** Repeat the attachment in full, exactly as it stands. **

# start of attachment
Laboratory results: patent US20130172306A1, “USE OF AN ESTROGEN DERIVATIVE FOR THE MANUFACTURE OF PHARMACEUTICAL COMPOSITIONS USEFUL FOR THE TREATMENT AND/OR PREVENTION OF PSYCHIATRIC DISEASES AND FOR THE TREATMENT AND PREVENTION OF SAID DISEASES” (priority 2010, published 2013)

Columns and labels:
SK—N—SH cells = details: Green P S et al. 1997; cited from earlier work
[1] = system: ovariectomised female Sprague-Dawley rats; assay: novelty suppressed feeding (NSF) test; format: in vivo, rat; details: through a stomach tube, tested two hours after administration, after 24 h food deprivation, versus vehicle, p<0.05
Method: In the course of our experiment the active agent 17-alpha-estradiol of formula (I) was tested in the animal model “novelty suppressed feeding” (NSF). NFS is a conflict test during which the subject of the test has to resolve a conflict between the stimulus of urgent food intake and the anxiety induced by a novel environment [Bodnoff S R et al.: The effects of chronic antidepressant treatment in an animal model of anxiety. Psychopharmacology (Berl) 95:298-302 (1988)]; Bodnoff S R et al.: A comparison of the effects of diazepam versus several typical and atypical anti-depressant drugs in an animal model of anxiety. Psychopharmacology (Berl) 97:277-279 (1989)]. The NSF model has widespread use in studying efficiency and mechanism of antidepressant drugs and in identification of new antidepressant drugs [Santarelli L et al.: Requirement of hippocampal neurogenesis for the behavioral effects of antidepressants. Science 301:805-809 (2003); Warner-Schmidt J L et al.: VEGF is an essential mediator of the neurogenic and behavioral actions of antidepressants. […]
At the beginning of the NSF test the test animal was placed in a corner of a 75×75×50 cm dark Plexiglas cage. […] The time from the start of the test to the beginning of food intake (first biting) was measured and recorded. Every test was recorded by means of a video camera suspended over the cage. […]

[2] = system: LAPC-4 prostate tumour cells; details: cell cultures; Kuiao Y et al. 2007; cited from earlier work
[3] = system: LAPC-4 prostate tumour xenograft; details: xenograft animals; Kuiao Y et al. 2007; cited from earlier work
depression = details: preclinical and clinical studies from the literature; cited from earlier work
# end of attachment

Laboratory results: patent US20130172306A1, “USE OF AN ESTROGEN DERIVATIVE FOR THE MANUFACTURE OF PHARMACEUTICAL COMPOSITIONS USEFUL FOR THE TREATMENT AND/OR PREVENTION OF PSYCHIATRIC DISEASES AND FOR THE TREATMENT AND PREVENTION OF SAID DISEASES” (priority 2010, published 2013)

Columns and labels:
SK—N—SH cells = details: Green P S et al. 1997; cited from earlier work
[1] = system: ovariectomised female Sprague-Dawley rats; assay: novelty suppressed feeding (NSF) test; format: in vivo, rat; details: through a stomach tube, tested two hours after administration, after 24 h food deprivation, versus vehicle, p<0.05
Method: In the course of our experiment the active agent 17-alpha-estradiol of formula (I) was tested in the animal model “novelty suppressed feeding” (NSF). NFS is a conflict test during which the subject of the test has to resolve a conflict between the stimulus of urgent food intake and the anxiety induced by a novel environment [Bodnoff S R et al.: The effects of chronic antidepressant treatment in an animal model of anxiety. Psychopharmacology (Berl) 95:298-302 (1988)]; Bodnoff S R et al.: A comparison of the effects of diazepam versus several typical and atypical anti-depressant drugs in an animal model of anxiety. Psychopharmacology (Berl) 97:277-279 (1989)]. The NSF model has widespread use in studying efficiency and mechanism of antidepressant drugs and in identification of new antidepressant drugs [Santarelli L et al.: Requirement of hippocampal neurogenesis for the behavioral effects of antidepressants. Science 301:805-809 (2003); Warner-Schmidt J L et al.: VEGF is an essential mediator of the neurogenic and behavioral actions of antidepressants. […]
At the beginning of the NSF test the test animal was placed in a corner of a 75×75×50 cm dark Plexiglas cage. […] The time from the start of the test to the beginning of food intake (first biting) was measured and recorded. Every test was recorded by means of a video camera suspended over the cage. […]

[2] = system: LAPC-4 prostate tumour cells; details: cell cultures; Kuiao Y et al. 2007; cited from earlier work
[3] = system: LAPC-4 prostate tumour xenograft; details: xenograft animals; Kuiao Y et al. 2007; cited from earlier work
depression = details: preclinical and clinical studies from the literature; cited from earlier work